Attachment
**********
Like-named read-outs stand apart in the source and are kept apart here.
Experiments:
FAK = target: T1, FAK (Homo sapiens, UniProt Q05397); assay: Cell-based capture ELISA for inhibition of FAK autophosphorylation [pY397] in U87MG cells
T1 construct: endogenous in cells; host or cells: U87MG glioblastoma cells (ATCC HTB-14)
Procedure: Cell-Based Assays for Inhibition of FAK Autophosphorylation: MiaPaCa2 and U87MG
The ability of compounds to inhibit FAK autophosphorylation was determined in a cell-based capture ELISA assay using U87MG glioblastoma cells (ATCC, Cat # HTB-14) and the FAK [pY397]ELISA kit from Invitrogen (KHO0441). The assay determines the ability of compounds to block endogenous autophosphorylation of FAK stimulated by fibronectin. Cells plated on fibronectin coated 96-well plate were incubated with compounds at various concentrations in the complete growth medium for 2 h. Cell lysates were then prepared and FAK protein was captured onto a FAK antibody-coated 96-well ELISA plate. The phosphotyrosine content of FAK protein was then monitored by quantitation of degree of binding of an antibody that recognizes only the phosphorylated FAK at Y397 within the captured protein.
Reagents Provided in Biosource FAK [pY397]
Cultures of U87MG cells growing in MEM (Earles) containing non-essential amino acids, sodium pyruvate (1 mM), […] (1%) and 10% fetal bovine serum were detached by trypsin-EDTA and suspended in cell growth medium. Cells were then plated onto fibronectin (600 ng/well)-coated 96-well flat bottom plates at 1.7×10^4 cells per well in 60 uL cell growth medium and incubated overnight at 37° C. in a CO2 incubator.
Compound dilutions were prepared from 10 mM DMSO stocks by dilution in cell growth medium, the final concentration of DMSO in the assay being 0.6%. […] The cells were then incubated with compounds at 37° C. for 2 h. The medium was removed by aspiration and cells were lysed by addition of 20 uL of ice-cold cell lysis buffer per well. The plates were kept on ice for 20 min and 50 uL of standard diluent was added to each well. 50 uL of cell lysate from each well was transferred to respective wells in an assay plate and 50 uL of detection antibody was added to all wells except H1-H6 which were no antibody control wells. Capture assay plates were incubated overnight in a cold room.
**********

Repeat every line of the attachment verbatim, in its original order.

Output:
Like-named read-outs stand apart in the source and are kept apart here.
Experiments:
FAK = target: T1, FAK (Homo sapiens, UniProt Q05397); assay: Cell-based capture ELISA for inhibition of FAK autophosphorylation [pY397] in U87MG cells
T1 construct: endogenous in cells; host or cells: U87MG glioblastoma cells (ATCC HTB-14)
Procedure: Cell-Based Assays for Inhibition of FAK Autophosphorylation: MiaPaCa2 and U87MG
The ability of compounds to inhibit FAK autophosphorylation was determined in a cell-based capture ELISA assay using U87MG glioblastoma cells (ATCC, Cat # HTB-14) and the FAK [pY397]ELISA kit from Invitrogen (KHO0441). The assay determines the ability of compounds to block endogenous autophosphorylation of FAK stimulated by fibronectin. Cells plated on fibronectin coated 96-well plate were incubated with compounds at various concentrations in the complete growth medium for 2 h. Cell lysates were then prepared and FAK protein was captured onto a FAK antibody-coated 96-well ELISA plate. The phosphotyrosine content of FAK protein was then monitored by quantitation of degree of binding of an antibody that recognizes only the phosphorylated FAK at Y397 within the captured protein.
Reagents Provided in Biosource FAK [pY397]
Cultures of U87MG cells growing in MEM (Earles) containing non-essential amino acids, sodium pyruvate (1 mM), […] (1%) and 10% fetal bovine serum were detached by trypsin-EDTA and suspended in cell growth medium. Cells were then plated onto fibronectin (600 ng/well)-coated 96-well flat bottom plates at 1.7×10^4 cells per well in 60 uL cell growth medium and incubated overnight at 37° C. in a CO2 incubator.
Compound dilutions were prepared from 10 mM DMSO stocks by dilution in cell growth medium, the final concentration of DMSO in the assay being 0.6%. […] The cells were then incubated with compounds at 37° C. for 2 h. The medium was removed by aspiration and cells were lysed by addition of 20 uL of ice-cold cell lysis buffer per well. The plates were kept on ice for 20 min and 50 uL of standard diluent was added to each well. 50 uL of cell lysate from each well was transferred to respective wells in an assay plate and 50 uL of detection antibody was added to all wells except H1-H6 which were no antibody control wells. Capture assay plates were incubated overnight in a cold room.